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Tuesday, 12 May 1987
Page: 2970


Mr BEDDALL —Is the Minister representing the Special Minister of State aware of allegations made on the Four Corners program last night of organised criminal activity and corruption of officials, including police officers in Queensland? If so, will the Commonwealth stand ready to assist the National Crime Authority should it decide to seek a reference in relation to these matters?


Mr YOUNG —I preface my answer by saying that if there is another area of which this Government can be rightly proud it is the development of law enforcement agencies in this country since we were elected in March 1983. The Australian Federal Police not only has developed the new resources which have been given to it by this Government, which have been quite substantial, but also has built a new professionalism under the Commissioner, Major-General Grey, which previously did not exist in this country. Combined with that, we have seen established the National Crime Authority. In spite of all the criticism, innuendo, allegations and books and newspaper articles by some journalists who now find the heat being turned on them by the same sort of ritual, we sustain our view that the National Crime Authority with the co-operation of all the other law enforcement agencies in this country could do an effective job of combating organised crime. There was a great demand in this country from the community that something be done. There have been too many royal commissions leaving too many recommendations and too many questions unanswered by previous administrations in this country.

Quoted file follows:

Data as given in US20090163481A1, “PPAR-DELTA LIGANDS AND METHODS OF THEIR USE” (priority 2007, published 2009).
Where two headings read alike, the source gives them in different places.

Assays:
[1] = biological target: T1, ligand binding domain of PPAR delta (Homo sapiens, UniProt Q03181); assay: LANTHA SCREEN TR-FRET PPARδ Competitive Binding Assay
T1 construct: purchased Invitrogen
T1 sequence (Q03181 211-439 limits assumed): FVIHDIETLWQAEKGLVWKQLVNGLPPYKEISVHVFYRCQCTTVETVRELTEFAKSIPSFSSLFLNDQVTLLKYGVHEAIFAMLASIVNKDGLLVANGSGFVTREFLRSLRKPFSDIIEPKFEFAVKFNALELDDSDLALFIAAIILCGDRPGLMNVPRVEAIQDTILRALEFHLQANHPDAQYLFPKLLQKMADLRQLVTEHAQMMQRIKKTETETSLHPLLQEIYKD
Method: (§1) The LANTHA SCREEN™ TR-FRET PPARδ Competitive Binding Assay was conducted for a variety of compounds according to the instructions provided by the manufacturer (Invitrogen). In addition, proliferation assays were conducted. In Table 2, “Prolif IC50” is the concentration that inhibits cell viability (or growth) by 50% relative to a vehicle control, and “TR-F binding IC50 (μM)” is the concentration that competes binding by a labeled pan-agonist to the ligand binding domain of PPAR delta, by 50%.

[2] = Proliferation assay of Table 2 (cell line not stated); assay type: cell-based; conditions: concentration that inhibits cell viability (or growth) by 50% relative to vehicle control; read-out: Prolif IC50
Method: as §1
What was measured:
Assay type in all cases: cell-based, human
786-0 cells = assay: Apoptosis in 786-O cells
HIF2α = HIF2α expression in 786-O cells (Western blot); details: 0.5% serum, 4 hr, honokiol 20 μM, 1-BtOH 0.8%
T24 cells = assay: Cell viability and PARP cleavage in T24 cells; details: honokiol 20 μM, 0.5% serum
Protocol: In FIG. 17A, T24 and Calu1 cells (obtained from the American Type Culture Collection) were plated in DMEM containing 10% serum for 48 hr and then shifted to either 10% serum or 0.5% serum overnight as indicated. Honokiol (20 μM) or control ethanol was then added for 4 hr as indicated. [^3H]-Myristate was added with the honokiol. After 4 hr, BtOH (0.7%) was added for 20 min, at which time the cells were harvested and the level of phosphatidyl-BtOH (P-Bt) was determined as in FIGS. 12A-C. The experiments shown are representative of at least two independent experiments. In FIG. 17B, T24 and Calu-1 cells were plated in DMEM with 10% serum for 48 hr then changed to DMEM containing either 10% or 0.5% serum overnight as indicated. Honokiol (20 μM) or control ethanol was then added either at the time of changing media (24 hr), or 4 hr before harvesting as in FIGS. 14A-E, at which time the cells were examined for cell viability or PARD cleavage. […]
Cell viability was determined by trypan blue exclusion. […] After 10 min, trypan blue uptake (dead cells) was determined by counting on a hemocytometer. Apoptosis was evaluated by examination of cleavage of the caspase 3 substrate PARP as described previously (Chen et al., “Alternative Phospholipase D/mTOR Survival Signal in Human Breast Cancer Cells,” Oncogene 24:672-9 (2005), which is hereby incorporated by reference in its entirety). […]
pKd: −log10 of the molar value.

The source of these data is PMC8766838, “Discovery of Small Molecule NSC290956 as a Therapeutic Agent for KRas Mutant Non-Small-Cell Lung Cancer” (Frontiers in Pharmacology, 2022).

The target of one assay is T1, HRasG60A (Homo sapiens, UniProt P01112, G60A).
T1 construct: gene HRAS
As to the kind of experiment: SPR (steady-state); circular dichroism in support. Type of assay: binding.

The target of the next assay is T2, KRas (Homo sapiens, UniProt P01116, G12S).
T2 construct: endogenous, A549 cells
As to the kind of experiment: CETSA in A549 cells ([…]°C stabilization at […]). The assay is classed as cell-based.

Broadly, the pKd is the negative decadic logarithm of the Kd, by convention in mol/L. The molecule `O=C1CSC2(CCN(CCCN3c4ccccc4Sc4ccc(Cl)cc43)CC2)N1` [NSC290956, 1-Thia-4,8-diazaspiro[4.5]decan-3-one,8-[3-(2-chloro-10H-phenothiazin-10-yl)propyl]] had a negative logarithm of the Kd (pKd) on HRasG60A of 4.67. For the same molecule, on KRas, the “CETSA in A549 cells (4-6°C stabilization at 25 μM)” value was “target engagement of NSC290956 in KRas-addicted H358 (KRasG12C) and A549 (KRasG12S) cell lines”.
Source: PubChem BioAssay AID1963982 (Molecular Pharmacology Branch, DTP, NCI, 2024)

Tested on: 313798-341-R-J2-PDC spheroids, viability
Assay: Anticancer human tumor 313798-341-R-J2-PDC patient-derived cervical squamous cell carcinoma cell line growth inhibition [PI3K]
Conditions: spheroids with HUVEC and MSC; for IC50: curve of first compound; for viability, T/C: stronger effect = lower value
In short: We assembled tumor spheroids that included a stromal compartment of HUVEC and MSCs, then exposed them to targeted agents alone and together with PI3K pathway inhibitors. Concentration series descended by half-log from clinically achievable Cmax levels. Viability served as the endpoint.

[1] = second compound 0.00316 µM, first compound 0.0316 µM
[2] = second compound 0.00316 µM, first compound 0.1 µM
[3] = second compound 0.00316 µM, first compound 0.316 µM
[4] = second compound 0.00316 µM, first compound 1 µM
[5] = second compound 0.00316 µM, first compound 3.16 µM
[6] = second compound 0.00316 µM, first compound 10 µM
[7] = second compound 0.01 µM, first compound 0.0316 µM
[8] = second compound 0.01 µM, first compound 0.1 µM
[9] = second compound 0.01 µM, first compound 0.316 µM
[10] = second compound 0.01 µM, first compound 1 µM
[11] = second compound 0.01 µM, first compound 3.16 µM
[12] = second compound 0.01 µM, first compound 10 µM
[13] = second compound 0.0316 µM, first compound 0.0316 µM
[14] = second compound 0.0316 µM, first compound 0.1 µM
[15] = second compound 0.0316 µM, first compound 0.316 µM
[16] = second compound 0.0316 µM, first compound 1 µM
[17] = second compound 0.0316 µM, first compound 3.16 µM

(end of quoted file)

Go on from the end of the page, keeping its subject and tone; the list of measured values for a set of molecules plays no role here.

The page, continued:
One of the major criticisms of our legislation on the establishment of the National Crime Authority from the Opposition was that it could be politically manipulated because representatives of each of the governments had the right of veto over a reference being sought by the National Crime Authority. We held the view that that would not occur. But to make sure that there could be no misunderstanding of it, at the first meeting of the Inter-Governmental Committee, with the approval of the Prime Minister, I put forward to the Committee representatives of all governments that should any government in this country refuse to give the reference sought by the National Crime Authority it would be immediately made public and the reasons for that refusal would be made public so that it would have to defend the decisions it was taking. The National Crime Authority does not make public references being sought from the IGC. To date, no reference sought from any jurisdiction, Commonwealth or State, has been refused by any government. Every government has sought to facilitate any inquiry being undertaken by the National Crime Authority. The Authority does not need a reference to use all its powers to hold any investigation. It has general investigative powers it can undertake for any purpose without going to the IGC, and so it has done. If the Authority was so disturbed by what appeared in the allegations on the ABC last night as to seek a reference, that would be the business of the National Crime Authority. Neither the Commonwealth nor any State has previously stood in the way of facilitating a reference that the National Crime Authority may have felt it required to use all the powers vested in it under the legislation passed by this House. As we have done in the past four years we will do in future years while still in government to see that we effectively combat organised crime in this country.